Most Holocaust movies I’ve seen focus on adults who are involved in some way, either as members of the SS guards, as part of a group devoted to protecting the Jews, or as victims of the genocide. I’ve never seen anything told from a child’s point of view, which is why I was intrigued by the premise of a 2008 film called The Boy in the Striped Pyjamas. Unfortunately, while the movie was very good in some parts, I thought it was highly unrealistic in many others — including the ending, which I didn’t like at all.
Plot summary (with possible spoilers): The film is told from the point of view of Bruno (played by Asa Butterfield), an 8-year-old boy whose father Ralf (David Thewlis) is an important officer in the SS Guards during the height of World War II. Ralf has just been promoted, and the new position requires that the family move from their Berlin home to a house way out in the country. Bruno doesn’t want to go because he’ll miss his friends, but his mother Elsa (Vera Farmiga) and older sister Gretel (Amber Beattie) promise him that everything will be ok.
But Bruno is dismayed to find that the new house is almost completely isolated. There are no other homes near theirs, nor do there appear to be any other children around. In fact, the only signs of civilization that Bruno can see are the other SS officers who constantly come and go for meetings with Ralf, and a distant “farm” visible from his bedroom window. Bruno notices people out on the farm and asks his mother if he can go out there to play. Elsa is puzzled by what Bruno means, as she didn’t think there were any farms around. At any rate, she forbids him to leave the yard.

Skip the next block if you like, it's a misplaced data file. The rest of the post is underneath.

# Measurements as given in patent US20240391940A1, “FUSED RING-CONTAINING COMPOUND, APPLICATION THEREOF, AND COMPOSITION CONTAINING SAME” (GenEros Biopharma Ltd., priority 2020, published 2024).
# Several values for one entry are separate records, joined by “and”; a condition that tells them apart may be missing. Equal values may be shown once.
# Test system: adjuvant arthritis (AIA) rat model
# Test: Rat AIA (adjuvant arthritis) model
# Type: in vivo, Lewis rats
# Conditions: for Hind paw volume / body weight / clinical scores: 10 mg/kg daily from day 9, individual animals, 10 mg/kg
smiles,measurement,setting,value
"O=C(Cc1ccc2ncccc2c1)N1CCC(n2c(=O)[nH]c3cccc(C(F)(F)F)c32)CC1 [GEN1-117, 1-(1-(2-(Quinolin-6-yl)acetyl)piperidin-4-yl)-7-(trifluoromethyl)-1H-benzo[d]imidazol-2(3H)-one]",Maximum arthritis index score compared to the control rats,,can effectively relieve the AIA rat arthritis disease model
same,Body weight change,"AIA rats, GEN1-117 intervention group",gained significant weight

Being just 8, Bruno is of course easily bored, and soon finds a way to escape undetected from the yard. He goes exploring and eventually winds up at the farm, which viewers can readily identify as a concentration camp. There he meets a boy his own age named Shmuel (Jack Scanlon), who is dressed in what looks to Bruno like striped pajamas, but which viewers instantly recognize as prison garb. Moreover, Shmuel is confined to camp grounds behind a barbed wire fence, another detail that Bruno can’t understand.
Despite these obstacles, the boys strike up a tentative friendship, with Bruno bringing Shmuel food and devising games for them to play even with the fence dividing them. The rest of the film follows this blossoming friendship as it takes a few twists and turns before the unexpected ending when Bruno’s actions have dire consequences.
My Reaction: This film was a bit too uneven for my tastes. On the one hand, I realize that everything was told from the point of view of an 8-year-old, but on the other hand some of Bruno’s actions still bothered me to no end and had me wondering if kids that age really are as clueless as he seemed to be. For instance, I found it strange that Bruno was savvy enough to sneak away from his house and go to the concentration camp, and intuitive enough to know to hide Shmuel’s food from his parents, yet naive enough not to know that Shmuel was in some kind of prison? Granted, Bruno might not have known what a concentration camp was, but surely he didn’t really think that Shmuel was wearing pajamas, right?
I do have to say that I appreciate the fact that the screenplay didn’t go for an easy cliché of an ending. I fully expected that Bruno would somehow smuggle Shmuel out of the camp and become lifelong friends or that he would end up saving the boy in some other way. I certainly did not expect that Bruno would join Shmuel in the camp and meet his death that way — which is not to say that I liked this particular ending, as I found it rather far-fetched. But it was better than going for happily-ever-after.
Overall, The Boy in the Striped Pyjamas was more disappointing than not. I think there was a chance to tell an emotionally-charged, touching story here, but the whole thing just fell flat in the end. I give it 2 stars out of 5.